It has the world’s highest waterfall called The Angel Falls in the Guiana Highlands. The falls are one of Venezuela major tourist attractions. Other attractions include The Andes which cross the states of Merida,Tachira and Trujillo.
In the Northwest the country is Rich with oil from the state of Zulia. The northwest also boasts more beaches in Falcón and a lush agricultural countryside in Yaracuy and Lara.
The area of Los Llanos consists of vast open plains and is home to cattle and ranching.
Where is Venezuela?
Venezuela is situated in South America. Having a shoreline along the Caribbean Sea and the North Atlantic Ocean. The country borders Colombia to the west, Guyana to the east and Brazil to the south, and is situated on the major sea and air routes linking North and South America. Off the Venezuelan coast are the Caribbean island states of Aruba, the Netherlands Antilles and Trinidad and Tobago. . The Caribbean Islands with more than 600 islands and small formations, you will find some of the most beautiful beaches.
History of Venezuela
Venezuela along with Colombia and Ecuador emerged from the collapse of Gran Colombia in 1830. For most of the first half of the 20th century, Venezuela was ruled by military strongmen. Since 1958 the government has been Democratically-elected.
Venezuela Visa Requirements
No visa is required for stays of up to 90 days in Venezuela for many countries, including Australia, New Zealand, Canada, the US, the UK and Ireland, however you will require a Tourist Entry Card. This is issued free by approved carriers when you present a valid airline ticket. The Tourist Entry Card is valid for one year and allows a single entry for a maximum of 90 days. If you want to stay longer than 90 days or require multiple entries you will need a visa.
Your passport must be valid for a minimum of 6 months and you must have a minimum of 2 blank pages, and you may be required to show immigration officials that you have return or onward tickets and adequate means of support and accommodation upon entering Venezuela.
Please be aware that visa and other entry and exit conditions do change regularly for both entry into and departure from Venezuela.
Children under 18 years of age travelling alone or with only one parent require a letter of consent signed by both, or the absent parent(s) providing details of travel, and a copy of their birth certificate, translated into Spanish and certified by a Venezuelan Embassy or Consulate.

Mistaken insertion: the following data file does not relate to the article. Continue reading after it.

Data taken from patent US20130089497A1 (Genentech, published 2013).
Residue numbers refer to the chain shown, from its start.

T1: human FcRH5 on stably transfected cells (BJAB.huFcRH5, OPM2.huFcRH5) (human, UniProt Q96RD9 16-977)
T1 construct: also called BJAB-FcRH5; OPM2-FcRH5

Airlines require passengers to present a valid Yellow Fever Vaccination Certificate before being allowed to board flights out of the country.
You are required to pay an airport tax on departure from any international airport in Venezuela. These taxes are usually included in your airline ticket but be sure to check this with your airline. If its not included you will be required to pay the taxes in cash when leaving the country.
If you are travelling to Venezuela via the US or any US port you’ll need to fulfill US immigration requirements. Please check with your local US consulate that you have satisfied all their requirements before travelling.
As entry requirements may change from time to time it is strongly advised that you check with the department of foreign affairs or your local consulate or embassy for the current requirements. A link to Venezuela’s official Department of Foreign Affairs website is below. At this time there is no English version of the website so you’ll need a translation program, or alternately contact the embassy in your local region.
Venezuela Travel Health
Yellow fever is endemic in Venezuela and a vaccination certificate is required for entry. You will also need vaccinations agains Hepatitis A, Diptheria and Tetanus. Longer term visitors should also consider being vaccinated for Hepatitis B as this is prevalent in the local population.
Treatment at public hospitals in Venezuela is free, however the standard of facility may be lower than for wealthy western countires. Private facilities generally have a much higher standard. The best-equipped hospitals in Venezuela are located in Caracas and theother major centres. Health insurance is highly recommended.
Venezuela is in an active earthquake area, if you experience a severe quake, follow the instructions of authorities and try to listen to radio or television for updates. The rainy season is from May to December and hurricanes, floods and landslides can occur.